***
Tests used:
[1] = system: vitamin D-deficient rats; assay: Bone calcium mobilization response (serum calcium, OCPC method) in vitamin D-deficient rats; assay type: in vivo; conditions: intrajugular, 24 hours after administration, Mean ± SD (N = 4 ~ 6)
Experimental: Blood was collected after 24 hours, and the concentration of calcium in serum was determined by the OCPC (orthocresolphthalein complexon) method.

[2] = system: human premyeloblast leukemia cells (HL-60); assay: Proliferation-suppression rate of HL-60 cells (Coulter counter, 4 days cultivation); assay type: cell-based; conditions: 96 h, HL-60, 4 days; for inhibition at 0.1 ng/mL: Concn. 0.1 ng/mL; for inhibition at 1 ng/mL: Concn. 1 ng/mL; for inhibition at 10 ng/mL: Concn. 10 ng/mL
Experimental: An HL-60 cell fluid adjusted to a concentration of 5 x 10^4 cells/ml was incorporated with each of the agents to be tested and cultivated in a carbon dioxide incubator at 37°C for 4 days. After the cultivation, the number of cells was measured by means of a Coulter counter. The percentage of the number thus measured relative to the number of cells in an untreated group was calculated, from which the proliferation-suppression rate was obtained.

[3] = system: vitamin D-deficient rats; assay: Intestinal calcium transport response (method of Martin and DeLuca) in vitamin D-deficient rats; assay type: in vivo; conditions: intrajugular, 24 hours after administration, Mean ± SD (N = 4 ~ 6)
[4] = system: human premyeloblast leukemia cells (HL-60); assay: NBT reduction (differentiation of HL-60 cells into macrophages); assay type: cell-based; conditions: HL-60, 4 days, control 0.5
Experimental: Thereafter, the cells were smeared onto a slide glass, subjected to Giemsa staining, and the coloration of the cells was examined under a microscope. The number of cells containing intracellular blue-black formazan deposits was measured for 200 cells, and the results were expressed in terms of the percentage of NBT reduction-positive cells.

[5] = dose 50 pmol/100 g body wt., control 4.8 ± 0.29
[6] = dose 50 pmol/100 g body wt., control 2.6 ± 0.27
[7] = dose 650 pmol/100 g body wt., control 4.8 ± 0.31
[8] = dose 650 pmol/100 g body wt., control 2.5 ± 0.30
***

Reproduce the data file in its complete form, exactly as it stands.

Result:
Tests used:
[1] = system: vitamin D-deficient rats; assay: Bone calcium mobilization response (serum calcium, OCPC method) in vitamin D-deficient rats; assay type: in vivo; conditions: intrajugular, 24 hours after administration, Mean ± SD (N = 4 ~ 6)
Experimental: Blood was collected after 24 hours, and the concentration of calcium in serum was determined by the OCPC (orthocresolphthalein complexon) method.

[2] = system: human premyeloblast leukemia cells (HL-60); assay: Proliferation-suppression rate of HL-60 cells (Coulter counter, 4 days cultivation); assay type: cell-based; conditions: 96 h, HL-60, 4 days; for inhibition at 0.1 ng/mL: Concn. 0.1 ng/mL; for inhibition at 1 ng/mL: Concn. 1 ng/mL; for inhibition at 10 ng/mL: Concn. 10 ng/mL
Experimental: An HL-60 cell fluid adjusted to a concentration of 5 x 10^4 cells/ml was incorporated with each of the agents to be tested and cultivated in a carbon dioxide incubator at 37°C for 4 days. After the cultivation, the number of cells was measured by means of a Coulter counter. The percentage of the number thus measured relative to the number of cells in an untreated group was calculated, from which the proliferation-suppression rate was obtained.

[3] = system: vitamin D-deficient rats; assay: Intestinal calcium transport response (method of Martin and DeLuca) in vitamin D-deficient rats; assay type: in vivo; conditions: intrajugular, 24 hours after administration, Mean ± SD (N = 4 ~ 6)
[4] = system: human premyeloblast leukemia cells (HL-60); assay: NBT reduction (differentiation of HL-60 cells into macrophages); assay type: cell-based; conditions: HL-60, 4 days, control 0.5
Experimental: Thereafter, the cells were smeared onto a slide glass, subjected to Giemsa staining, and the coloration of the cells was examined under a microscope. The number of cells containing intracellular blue-black formazan deposits was measured for 200 cells, and the results were expressed in terms of the percentage of NBT reduction-positive cells.

[5] = dose 50 pmol/100 g body wt., control 4.8 ± 0.29
[6] = dose 50 pmol/100 g body wt., control 2.6 ± 0.27
[7] = dose 650 pmol/100 g body wt., control 4.8 ± 0.31
[8] = dose 650 pmol/100 g body wt., control 2.5 ± 0.30